FSW and Rich Graham leading a vehicle shooting iteration. I guess you could say this counts as shooting from the seated position.
I guess you could say this counts as shooting from the seated position. Breach-Bang-Clear editor David Reeder rotating through one of the vehicle blocks.

Working in pairs, we practiced engaging targets from the vehicles. The next building block was dismounting, taking cover behind other vehicles, and engaging more distant targets. All the while, team communication was key.

The culmination event was to put it all together with defensive driving in the loose Florida sand. Each driver navigated a series of roadblocks and chicanes while the passenger provided cover fire until both finally dismounted, engaged the last set of steel targets, and covered each other’s movement to safety.

Get Your Body in Fighting Shape

On an obstacle course before shooting steel. So, you can shoot paper at your local shooting range – but can you hit targets anywhere from 15 to 120 yards out after climbing to the top of a three-story tower?
So, you can shoot paper at your local shooting range – but can you hit targets anywhere from 15 to 120 yards out after climbing to the top of a three-story tower? Rich Graham and his cadre will push you to learn.

If all this sounds exhausting, that’s because it was. Physical stress simulates psychological stress for training purposes, but it’s also a realistic factor we should all prepare for. Odds are, if you ever get to the point where you need to shoot to protect yourself, you’ll be sucking wind by the time you get there.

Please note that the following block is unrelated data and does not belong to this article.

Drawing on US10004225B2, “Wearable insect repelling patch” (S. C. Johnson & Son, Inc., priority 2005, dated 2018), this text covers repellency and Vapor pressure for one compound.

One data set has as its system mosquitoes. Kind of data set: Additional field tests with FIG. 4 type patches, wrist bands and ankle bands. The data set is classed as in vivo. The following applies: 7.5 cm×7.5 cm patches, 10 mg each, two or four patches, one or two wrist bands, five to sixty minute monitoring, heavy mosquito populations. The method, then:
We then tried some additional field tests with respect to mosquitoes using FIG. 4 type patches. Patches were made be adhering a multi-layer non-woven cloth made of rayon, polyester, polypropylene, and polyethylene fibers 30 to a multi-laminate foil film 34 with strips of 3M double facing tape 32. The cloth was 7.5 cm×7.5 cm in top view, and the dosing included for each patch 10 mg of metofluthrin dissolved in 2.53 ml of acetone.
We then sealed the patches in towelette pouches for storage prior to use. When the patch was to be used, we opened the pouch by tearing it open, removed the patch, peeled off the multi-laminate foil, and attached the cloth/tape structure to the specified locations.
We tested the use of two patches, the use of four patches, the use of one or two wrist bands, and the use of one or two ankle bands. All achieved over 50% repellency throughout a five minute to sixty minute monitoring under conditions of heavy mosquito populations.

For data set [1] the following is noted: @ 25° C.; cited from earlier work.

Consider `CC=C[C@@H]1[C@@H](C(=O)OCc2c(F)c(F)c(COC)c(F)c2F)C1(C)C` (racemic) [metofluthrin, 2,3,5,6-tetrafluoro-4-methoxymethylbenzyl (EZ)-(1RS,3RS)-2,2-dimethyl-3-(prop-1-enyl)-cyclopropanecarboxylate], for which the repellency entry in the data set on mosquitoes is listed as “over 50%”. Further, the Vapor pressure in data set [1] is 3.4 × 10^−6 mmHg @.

Exercise is one way to get your heart pumping and your muscles fatigued. At first, we were running around the rock climbing wall, scrambling onto a shipping container, and swinging from monkey bars. By the second day, we were scaling a three-story tower to take pistol shots on steel silhouettes more than 100 yards out.

“Sometimes, that’s the closest we can get you without actually putting you into a shootout,” Graham said. “When you have the butterflies and you’re stressed, to just make your body tired to kind of simulate a version of stress. It’s not the same but we can put you under stress and then ask you to replicate those shooting fundamentals, the proper decision-making, challenges that we have – stuff like that.”